Cytotoxicity

Aqueous extract of M. citrifolia leaves (500, 1000 and 2000 mg/kg body weight/day) respectively was given orally to male and female NMRI albino mice (22 ± 2 g body weight; 5 rats per gender) for two days and sacrificed on Day 3. The mice femurs were dissected to obtain bone marrow smears.  The study showed no significant difference (p > 0.05) in the ratio of polychromatic erythrocytes to normochromatic erythrocytes frequencies (1.29 – 1.40) for both gender compared to water-treated group (1.13 – 1.27). [23]

Mutagenicity

Aqueous extract of M. citrifolia leaves (500, 1000 and 2000 mg/kg body weight/day) respectively was given orally to male and female NMRI albino mice (22 ± 2 g body weight; 5 rats per gender) for two days and sacrificed on Day 3. The mice femurs were dissected to obtain bone marrow smears. The study showed no significant difference (p > 0.05) in the frequencies of micronucleated polychromatic erythrocyte (0.12 – 0.30) vs water-treated group (0.18 – 0.20). [23]

Others (Adverse reaction, contraindication, side effect, warning, precaution)

Information and data have not been established.

DOSAGE

Information and data have not been established.

STORAGE

Store below 30°C. Protect from light and moisture.

REFERENCES

  1. The Plant List [Internet] Morinda citrifolia L. [cited on 8th August 2016]. Available from: http://www.theplantlist.org/tpl1.1/record/kew-129789.
  2. Groenendijk JJ. Plant Resources of South-East Asia No. 3: Dye and tannin-producing plants. In: Lemmens, R.H.M.J. and Wulijarni-Soetjipto, N. (Editors). Pudoc, Wageningen, The Netherlands. 1991; p.94-96.
  3. Database on flora of China. [Internet] Morinda citrifolia L. [cited on 20 May 2016]. Available from: http://www.efloras.org/florataxon.aspx?flora_id=2&taxon_id=200022155.
  4. Database on flower of India. [Internet] Morinda citrifolia Linn. [cited on 20 May 2016]. Available from: http://www.flowersofindia.net/catalog/slides/Great%20Morinda.html.
  5. Rastogi P, Mehrotra BN.Compendium of Indian medicinal plants. PID: New Delhi. 1990.
  6. Porcher  Michel H. Sorting Morinda names; Multilingual Multiscript Plant Name Database (M.M.P.N.D) – a work in progress (1995-2020). School of Agriculture and Food Systems. Faculty of Land & Food Resources. The University of Melbourne Australia. 2000.
  7. Malaysian Herbal Monograph Committee. Malaysian Herbal Monograph. Vol. 2. Malaysia: Forest Research Institute Malaysia. 2009; p.79-84.
  8. Serafini MR, Santos RC, Guimaraes AG, Almeida dos Santos JP, Conceicao Santos AD, Almeida Alves I, Gelain DP, Lima Nogueira PC, Quintans-Junior LJ, Rigoldi Bonjardim L, Souza Araujo AA. Morinda citrifolia Linn extract possesses antioxidant activities and reduces nociceptive behavior and leukocyte migration. Journal of Medical Food. 2011;14(10):1159-1166.
  9. Saraphanchotiwitthaya A, Sripalakit P. Anti-inflammatory effect of Morinda citrifolia leaf extract on macrophage RAW 264.7 cells. Science Asia. 2015;41:5-11.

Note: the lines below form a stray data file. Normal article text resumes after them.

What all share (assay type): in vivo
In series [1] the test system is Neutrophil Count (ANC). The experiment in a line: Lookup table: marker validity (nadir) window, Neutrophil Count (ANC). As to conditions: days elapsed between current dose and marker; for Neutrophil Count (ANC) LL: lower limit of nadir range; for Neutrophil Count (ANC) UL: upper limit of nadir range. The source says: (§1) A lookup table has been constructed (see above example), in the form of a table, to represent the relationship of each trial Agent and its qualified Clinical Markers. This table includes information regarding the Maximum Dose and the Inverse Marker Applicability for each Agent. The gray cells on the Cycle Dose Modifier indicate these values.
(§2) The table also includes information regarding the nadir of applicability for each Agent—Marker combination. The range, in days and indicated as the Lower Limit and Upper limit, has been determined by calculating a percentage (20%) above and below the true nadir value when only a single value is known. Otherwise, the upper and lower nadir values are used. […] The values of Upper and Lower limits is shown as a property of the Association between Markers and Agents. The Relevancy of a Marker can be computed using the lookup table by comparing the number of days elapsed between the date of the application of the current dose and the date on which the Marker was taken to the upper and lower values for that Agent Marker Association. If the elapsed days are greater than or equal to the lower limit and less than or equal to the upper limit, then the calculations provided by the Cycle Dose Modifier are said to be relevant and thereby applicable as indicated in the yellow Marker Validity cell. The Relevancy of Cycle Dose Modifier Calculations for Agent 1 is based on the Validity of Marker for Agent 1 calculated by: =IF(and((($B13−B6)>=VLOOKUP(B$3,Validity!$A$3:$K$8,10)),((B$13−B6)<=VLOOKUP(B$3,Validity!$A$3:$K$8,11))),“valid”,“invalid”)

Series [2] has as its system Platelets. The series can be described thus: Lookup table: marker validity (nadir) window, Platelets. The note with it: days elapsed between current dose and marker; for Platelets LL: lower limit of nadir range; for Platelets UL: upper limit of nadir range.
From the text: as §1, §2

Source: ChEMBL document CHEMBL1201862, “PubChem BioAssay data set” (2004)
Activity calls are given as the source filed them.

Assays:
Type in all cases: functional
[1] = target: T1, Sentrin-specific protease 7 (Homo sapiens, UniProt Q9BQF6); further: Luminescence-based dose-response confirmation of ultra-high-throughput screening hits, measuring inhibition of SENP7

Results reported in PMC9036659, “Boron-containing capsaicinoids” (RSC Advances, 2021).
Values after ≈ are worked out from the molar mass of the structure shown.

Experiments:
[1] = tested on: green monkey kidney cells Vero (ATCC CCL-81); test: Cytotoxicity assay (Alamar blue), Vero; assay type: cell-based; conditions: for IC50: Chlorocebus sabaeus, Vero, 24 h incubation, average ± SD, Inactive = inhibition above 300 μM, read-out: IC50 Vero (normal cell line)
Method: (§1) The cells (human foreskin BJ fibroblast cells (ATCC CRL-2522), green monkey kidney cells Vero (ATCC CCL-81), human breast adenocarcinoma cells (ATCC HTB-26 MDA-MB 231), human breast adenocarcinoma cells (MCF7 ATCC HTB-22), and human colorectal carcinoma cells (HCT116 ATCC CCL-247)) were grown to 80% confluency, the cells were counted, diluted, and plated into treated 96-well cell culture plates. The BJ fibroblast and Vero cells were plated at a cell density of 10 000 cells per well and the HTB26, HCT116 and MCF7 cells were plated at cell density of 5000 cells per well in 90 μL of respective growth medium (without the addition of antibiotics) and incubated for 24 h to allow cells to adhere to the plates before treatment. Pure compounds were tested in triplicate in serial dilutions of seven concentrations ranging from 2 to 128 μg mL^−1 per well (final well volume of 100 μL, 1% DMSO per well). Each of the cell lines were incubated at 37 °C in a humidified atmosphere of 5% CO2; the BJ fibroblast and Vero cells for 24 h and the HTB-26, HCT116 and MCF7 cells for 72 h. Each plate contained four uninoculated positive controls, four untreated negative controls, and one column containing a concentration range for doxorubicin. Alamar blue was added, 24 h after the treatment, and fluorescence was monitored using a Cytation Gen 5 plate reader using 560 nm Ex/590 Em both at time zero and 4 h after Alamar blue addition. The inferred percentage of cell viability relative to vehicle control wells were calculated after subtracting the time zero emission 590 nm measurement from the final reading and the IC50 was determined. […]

10. Saidatul Husni S, Umi Kalsom Y, Asmah R, Aspollah MS. Determination of flavonoid components from Morinda citrifolia (Mengkudu) and their antioxidant activity. Pertanika Journal of Tropical Agricutural Science. 2005;28(2):111-119.
  11. Takashima J, Ikeda Y, Komiyama K, Hayashi M, Kishida A & Ohsaki A. New constituents from the leaves of Morinda citrifolia. Chem. Pharm. Bull. 2007;55(2):343-345.
  12. Kochuthressia KP and Jaseentha MO. Phytochemical investigation of active compound in Morinda citrifolia leaves. Asian Journal of Biochemical and Pharmaceuticals Research. 2015;4(5):98-103.
  13. West BR, Tani H, Palu AK, Tolson CB, Jensen CK. Safety tests and antinutrient analyses of noni (Morinda citrifolia L.) leaf. Journal of the Science of Food and Agriculture. 2007;87:2583-2588.
  14. Deng S, West BJ, Jensen J. Simultaneous characterization and quantitation of flavonol glycosides and aglycones in noni leaves using a validated HPLC-UV/MS method. Food Chemistry. 2008;111(2):526-529.
  15. Sang S, Cheng X, Zhu N, Wang M, Jhoo J-W, Stark RE, Badmaev V, Ghai G, Rosen RT & Ho C-T. Iridoid glycosides from the leaves of Morinda citrifolia. J. Nat. Prod. 2001; 64(6):799-800.
  16. Sang S, Cheng X, Zhu N, Stark RE, Badmaev V, Ghai G, Rosen RT & Ho C-T. Flavonol glycosides and novel iridoid glycoside from the leaves of Morinda citrifolia. J. Agric. Food Chem. 2001; 49(9):4479-4481.
  17. Rivera A, Cedillo L, Hernandez F, Castillo V, Sanchez A, Castaneda D. Bioactive constituents in ethanolic extract leaves and fruit juice of Morinda citrifolia. Annals of Biological Research. 2012;3(2):1044-1049.
  18. Ahmad VU & Bano S. Isolation of b-sitosterol and ursolic acid from Morinda citrifolia Linn. J. Chem. Soc. Pak. 1980;2(2):71.
  19. Burkill IH. A dictionary of the economic products of the Malay peninsula. Vol. 2. London; Published on behalf of the governments of the Straits settlements and Federated Malay states by the Crown agents for the colonies.  1966; p.1518-1519.
  20. Thani W, Vallisuta O, Siripong P, Ruangwises N. Anti-proliferative and antioxidative activities of thai nonni/yor (Morinda citrifolia L.) leaf extract. Southeast Asian Journal Tropical Medicine Public Health. 2010;41(2):482-489.
  21. Usha R, Sangeetha S, Palaniswamy M. Antimicrobial activity of a rarely known species, Morinda citrifolia L. Ethnobotanical Leaflets. 2010;14:306-3011.
  22. Kumar KT, Panda DS, Nanda UN, Khuntia S. Evaluation of antibacterial, antifungal and anthelmintic activity of Morinda citrifolia L. (noni). International Journal of PharmaTech Research. 2010;2(2):1030-1032.
  23. Lagarto A, Bueno V, Merino N, Piloto J, Valdes O, Apricio G, Bellma A, Couret M, Vega Y. Safety evaluation of Morinda citrifolia (noni) leaves extract: assessment of genotoxicity, oral short term and subchronic toxicity. Journal of Intercultural Ethnopharmacology. 2013;2(1):15-2